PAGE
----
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5 posts from February 2013

February 24, 2013

Yeah. Short Stories, Not.

Laura Miller isn't buying the "short story boom" story.

Totally.

Just look at TV and film. So much of our at-home video watching is now cable TV drama series with season-long story arcs. And the most successful films are franchises which carry relationships and storylines over from one film to another (The Matrix, LOTR, the Hobbit, Avengers -- and pretty much all the superhero films.) Busy, attention-strapped audiences don't want shorter stories, they want longer ones.

In fact, right now when my attention span is at its lowest point since grade school (because of ongoing CFS), I crave novel series, not just single-shot novels, and have NO attention at all for short stories.

And I think it's because *any* new fictional world we give ourselves to requires an initial investment of energy and attention to orient ourselves in that world and with those characters. Once we've done that, it's basically easier to stay in that world, with those characters, over multiple stories and arcs, than to pull out, reorient, and invest in something new. Short stories are exhausting to me right now, and I won't have them.

By the way, I think there's a synergy between audiences wanting longer relationships with filmic worlds and characters than is available in a single film, and the transference of comic book stories to film franchises. Namely that comics mastered the art of telling stories containable in limited episodes, but that fit into longer arcs, and that's what the TV world had to do following Buffy, and what the film world now has to do, now that audiences have clearly spoken on this issue.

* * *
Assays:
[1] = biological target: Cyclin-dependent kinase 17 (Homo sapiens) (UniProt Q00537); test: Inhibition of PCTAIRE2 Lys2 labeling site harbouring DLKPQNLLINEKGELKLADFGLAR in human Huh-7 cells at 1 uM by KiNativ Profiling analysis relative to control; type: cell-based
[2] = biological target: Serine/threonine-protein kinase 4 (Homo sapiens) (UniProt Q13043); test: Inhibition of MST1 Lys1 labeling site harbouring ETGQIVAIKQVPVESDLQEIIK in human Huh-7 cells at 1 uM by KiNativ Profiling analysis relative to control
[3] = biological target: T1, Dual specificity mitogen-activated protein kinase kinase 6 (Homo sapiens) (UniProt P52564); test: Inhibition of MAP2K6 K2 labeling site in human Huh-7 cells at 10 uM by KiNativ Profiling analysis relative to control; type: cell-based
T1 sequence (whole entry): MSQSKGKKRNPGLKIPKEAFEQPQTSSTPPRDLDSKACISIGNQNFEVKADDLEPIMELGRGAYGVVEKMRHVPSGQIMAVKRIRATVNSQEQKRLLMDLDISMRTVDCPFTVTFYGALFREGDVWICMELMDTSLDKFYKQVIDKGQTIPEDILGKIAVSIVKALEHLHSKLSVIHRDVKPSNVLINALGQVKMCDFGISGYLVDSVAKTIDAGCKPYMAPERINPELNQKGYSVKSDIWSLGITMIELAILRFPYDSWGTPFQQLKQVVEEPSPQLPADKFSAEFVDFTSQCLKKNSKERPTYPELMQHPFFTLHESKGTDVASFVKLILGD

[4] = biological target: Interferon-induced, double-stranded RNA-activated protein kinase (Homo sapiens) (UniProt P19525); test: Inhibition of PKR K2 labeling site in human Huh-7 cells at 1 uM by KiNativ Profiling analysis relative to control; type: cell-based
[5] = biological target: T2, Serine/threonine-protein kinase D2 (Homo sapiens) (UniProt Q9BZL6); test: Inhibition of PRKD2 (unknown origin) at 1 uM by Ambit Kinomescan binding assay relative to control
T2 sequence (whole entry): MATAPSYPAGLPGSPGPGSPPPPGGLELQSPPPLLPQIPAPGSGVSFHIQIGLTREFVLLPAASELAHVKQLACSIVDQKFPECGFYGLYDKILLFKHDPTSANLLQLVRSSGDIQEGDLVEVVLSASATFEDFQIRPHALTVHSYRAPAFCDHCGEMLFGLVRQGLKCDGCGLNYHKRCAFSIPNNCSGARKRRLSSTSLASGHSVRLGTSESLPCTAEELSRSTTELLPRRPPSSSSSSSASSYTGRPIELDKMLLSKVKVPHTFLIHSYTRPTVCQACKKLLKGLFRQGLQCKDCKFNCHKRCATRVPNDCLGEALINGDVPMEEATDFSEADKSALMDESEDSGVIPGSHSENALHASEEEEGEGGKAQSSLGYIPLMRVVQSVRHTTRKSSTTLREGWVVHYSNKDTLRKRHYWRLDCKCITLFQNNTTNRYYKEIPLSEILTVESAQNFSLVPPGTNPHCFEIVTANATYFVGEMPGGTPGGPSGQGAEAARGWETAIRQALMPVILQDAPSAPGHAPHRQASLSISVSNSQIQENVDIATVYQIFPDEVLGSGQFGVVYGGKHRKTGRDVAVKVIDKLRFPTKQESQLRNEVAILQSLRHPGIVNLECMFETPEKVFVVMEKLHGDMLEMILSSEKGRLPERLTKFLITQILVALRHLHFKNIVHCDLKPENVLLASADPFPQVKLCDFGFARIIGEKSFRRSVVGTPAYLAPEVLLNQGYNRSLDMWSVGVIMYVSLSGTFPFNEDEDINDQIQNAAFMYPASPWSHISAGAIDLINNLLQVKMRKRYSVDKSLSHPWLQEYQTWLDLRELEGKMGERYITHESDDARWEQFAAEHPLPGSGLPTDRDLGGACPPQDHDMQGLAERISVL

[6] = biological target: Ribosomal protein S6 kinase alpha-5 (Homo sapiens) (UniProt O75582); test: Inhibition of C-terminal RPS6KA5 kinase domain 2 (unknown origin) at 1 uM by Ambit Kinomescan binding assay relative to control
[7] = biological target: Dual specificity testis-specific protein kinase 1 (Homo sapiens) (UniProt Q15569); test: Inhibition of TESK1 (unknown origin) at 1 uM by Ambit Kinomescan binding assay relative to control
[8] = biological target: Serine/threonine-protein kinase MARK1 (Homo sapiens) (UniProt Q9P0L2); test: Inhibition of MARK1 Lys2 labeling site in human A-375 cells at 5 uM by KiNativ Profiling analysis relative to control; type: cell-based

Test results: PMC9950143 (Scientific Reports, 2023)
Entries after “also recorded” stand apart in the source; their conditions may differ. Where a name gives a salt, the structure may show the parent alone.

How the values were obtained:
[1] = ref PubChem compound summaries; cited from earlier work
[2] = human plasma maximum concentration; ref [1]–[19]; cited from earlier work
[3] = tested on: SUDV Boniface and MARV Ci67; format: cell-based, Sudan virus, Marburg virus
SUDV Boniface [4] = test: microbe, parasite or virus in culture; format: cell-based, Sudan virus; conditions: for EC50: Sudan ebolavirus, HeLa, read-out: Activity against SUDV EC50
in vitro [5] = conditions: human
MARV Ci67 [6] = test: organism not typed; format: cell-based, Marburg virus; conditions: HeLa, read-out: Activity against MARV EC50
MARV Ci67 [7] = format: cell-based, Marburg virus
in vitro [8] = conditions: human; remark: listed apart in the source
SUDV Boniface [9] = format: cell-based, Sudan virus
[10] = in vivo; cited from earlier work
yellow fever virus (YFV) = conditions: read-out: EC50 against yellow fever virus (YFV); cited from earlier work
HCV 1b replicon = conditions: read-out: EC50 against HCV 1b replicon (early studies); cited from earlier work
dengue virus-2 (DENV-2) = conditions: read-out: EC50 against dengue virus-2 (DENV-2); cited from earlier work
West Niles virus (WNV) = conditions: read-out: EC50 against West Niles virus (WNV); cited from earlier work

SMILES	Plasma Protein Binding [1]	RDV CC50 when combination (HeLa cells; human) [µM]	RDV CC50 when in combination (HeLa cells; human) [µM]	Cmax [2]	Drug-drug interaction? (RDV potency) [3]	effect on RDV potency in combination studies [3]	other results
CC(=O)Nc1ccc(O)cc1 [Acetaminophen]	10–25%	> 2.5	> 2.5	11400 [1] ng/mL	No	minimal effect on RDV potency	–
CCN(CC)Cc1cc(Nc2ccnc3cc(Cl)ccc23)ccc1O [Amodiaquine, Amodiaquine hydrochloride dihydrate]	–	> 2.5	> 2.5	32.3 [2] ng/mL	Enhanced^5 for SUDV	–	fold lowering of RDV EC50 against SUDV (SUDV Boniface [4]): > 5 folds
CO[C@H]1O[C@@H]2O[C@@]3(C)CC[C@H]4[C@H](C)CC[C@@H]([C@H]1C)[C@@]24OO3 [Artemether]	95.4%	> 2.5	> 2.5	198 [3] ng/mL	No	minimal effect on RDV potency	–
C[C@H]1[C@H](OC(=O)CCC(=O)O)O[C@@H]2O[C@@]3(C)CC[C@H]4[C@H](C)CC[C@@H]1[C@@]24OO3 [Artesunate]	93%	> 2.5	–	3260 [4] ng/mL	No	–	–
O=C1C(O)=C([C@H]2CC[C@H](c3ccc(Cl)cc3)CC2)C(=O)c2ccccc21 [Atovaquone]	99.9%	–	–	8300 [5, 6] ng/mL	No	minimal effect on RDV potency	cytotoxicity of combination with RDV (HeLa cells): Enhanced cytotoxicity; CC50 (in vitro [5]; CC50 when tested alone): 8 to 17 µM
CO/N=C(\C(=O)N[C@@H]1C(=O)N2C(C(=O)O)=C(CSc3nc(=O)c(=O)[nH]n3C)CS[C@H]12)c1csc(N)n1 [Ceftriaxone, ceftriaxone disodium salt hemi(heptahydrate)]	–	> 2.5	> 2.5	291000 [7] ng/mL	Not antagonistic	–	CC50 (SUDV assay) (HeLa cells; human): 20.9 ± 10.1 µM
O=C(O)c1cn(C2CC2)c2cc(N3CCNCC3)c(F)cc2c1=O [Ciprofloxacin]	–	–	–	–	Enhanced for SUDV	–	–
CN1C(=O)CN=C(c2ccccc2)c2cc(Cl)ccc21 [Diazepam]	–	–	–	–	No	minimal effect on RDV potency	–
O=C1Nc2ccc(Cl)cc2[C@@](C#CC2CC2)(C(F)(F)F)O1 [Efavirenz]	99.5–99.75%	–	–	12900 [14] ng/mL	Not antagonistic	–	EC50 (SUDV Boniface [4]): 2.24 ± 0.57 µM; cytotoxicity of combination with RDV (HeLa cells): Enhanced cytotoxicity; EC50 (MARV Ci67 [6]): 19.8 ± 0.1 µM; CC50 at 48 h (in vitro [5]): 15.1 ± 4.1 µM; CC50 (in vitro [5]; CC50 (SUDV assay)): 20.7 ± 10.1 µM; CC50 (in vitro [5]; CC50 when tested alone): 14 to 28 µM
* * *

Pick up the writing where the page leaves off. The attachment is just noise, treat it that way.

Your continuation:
February 22, 2013

There ARE Second Acts in American Blog Posts

It seems my "damned if you do, damned if you don't" post about white writers writing about POC has been Tumblred and hit some sort of critical mass. It even reached people I know who missed it the first time around. Someone even emailed me today for permission to use it in a presentation. (The same day I deleted a comment calling it "reverse racist." I don't allow that term to be used on my blog.)

So I went to the original Tumblr post and read through all the comments (I still don't get Tumblr. Why make it so difficult to see people's responses?) and I find I have a couple more things to say.